Glasgow in the nineties: The story behind Daft Punk’s Glasgow connection

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How Glasgow influenced the world famous electronic pair known as Daft Punk

Many wouldn’t think that there is no connection between the city of Glasgow and the French electronic music duo Daft Punk but think again.

Last year marked 10 years since their final release Random Access Memories with the album including tunes such as ‘Get Lucky’, ‘Instant Crush’ and ‘Lose Yourself to Dance’ amongst others. The album gained widespread critical acclaim as many consider it to be their finest piece of work.

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Daft Punk announced that they had split during February 2021 but if we are to rewind back to the beginning of the story, Glasgow’s influence on the band becomes more apparent. Their big break came back in 1993 when they met Glasgow label boss Stuart Macmillan at a rave at Paris’ EuroDisney.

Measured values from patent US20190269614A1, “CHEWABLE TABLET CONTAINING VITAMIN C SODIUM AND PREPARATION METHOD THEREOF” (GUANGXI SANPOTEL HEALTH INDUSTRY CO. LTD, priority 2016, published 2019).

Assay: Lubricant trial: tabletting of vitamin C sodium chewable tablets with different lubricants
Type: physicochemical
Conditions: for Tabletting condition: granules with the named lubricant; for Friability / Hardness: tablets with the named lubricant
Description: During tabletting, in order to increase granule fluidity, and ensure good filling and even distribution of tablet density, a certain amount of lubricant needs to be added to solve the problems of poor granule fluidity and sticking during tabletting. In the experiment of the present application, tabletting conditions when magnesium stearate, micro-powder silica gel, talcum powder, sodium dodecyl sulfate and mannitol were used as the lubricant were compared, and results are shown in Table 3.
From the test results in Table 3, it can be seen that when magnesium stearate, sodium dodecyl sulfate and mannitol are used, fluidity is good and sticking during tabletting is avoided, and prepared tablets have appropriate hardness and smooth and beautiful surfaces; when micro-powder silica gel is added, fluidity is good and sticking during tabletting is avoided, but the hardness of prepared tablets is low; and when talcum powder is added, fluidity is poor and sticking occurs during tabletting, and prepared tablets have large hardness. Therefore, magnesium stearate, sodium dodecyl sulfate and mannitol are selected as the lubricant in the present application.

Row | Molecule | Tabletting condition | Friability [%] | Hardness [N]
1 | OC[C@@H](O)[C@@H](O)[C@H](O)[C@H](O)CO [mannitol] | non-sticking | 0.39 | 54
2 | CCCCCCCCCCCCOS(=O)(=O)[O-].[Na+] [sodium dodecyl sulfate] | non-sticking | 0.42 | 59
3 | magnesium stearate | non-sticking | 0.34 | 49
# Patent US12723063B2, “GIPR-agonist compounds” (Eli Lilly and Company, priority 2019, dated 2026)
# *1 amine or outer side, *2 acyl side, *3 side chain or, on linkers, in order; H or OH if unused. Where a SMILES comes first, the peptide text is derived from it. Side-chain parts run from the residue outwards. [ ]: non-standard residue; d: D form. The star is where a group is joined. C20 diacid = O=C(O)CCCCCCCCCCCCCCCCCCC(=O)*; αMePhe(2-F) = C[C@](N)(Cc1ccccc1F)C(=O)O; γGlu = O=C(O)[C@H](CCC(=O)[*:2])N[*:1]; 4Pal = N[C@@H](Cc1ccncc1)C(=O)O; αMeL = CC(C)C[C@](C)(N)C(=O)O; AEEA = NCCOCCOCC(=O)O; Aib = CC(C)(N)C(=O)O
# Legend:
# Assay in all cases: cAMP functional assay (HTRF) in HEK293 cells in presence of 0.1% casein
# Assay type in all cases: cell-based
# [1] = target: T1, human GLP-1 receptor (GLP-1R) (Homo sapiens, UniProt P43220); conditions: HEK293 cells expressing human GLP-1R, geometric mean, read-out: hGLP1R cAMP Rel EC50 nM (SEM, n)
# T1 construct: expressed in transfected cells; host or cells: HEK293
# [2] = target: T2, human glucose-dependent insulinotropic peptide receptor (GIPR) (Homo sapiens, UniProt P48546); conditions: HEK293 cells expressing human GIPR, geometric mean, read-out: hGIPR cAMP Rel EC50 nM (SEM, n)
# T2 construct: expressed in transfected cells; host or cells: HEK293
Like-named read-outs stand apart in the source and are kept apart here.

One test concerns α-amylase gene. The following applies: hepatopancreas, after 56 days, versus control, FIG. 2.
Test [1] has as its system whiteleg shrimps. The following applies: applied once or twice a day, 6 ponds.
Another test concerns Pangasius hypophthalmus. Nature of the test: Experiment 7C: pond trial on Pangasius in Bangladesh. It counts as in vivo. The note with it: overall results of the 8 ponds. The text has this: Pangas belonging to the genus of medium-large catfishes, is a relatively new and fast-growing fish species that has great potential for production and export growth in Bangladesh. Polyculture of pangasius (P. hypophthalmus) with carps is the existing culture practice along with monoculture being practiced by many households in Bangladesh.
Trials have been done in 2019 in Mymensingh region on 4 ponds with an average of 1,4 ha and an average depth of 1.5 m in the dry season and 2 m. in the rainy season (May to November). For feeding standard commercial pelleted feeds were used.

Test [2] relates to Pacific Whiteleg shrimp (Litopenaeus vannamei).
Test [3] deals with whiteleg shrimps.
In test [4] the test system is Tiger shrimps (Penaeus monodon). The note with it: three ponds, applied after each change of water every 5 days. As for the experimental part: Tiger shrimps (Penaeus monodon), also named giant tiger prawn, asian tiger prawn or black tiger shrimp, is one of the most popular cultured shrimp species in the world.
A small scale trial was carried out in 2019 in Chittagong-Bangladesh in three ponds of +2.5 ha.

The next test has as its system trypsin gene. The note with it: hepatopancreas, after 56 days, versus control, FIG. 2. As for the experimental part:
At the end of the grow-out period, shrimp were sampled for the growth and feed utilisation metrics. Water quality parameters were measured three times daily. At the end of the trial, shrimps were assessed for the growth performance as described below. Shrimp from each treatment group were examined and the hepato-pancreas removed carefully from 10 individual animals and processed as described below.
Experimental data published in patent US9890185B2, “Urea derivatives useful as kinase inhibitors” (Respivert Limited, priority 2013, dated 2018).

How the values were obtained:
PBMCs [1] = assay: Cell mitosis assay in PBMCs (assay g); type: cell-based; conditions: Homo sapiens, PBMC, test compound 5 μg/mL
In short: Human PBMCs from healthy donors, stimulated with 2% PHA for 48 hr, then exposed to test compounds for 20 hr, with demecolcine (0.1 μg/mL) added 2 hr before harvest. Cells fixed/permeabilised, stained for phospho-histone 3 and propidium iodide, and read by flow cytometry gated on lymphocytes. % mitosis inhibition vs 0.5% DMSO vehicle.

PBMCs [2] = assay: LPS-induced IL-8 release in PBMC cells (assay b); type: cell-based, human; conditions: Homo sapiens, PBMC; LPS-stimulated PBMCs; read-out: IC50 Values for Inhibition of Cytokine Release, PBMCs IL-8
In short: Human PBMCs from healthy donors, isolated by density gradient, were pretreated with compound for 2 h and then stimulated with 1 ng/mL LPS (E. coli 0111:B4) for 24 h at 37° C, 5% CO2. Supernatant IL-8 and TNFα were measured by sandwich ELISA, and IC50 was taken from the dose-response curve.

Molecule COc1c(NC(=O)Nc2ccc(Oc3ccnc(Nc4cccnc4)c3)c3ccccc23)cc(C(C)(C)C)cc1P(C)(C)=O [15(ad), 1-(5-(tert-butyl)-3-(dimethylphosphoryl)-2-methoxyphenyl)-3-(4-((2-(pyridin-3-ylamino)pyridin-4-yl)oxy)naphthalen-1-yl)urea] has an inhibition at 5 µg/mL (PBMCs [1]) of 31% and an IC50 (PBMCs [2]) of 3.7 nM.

Macmillan was one of the co-founders of the label Soma Quality Recordings along with Orde Meikle who were also known as Slam. At the event, they handed him a demo tape that contained the basis of their first single ‘The New Wave’ which was released a year later. Their first commercially successful track was ‘Da Funk’ which is known as a tune from their debut album Homework but was released two years prior in 1995 as a 12-inch single with only 2,000 copies being made available.

Over a year later, the pair signed with Virgin Records but still had a strong connection to Glasgow as they performed live at the legendary Arches in 1997 on their Daftendirektour. It was a venue that Daft Punk supposedly liked to visit during the nineties, freed from their masked look according to David Bratchpiece who wrote the book ‘Brickwork’ which was a biography about The Arches.

As well as playing at the Barrowland Ballroom later that year, before then the French duo also performed live on the Renfrew Ferry which was only their third ever live appearance in front of a crow of around 600 in 1995 which has cemented its place in folklore

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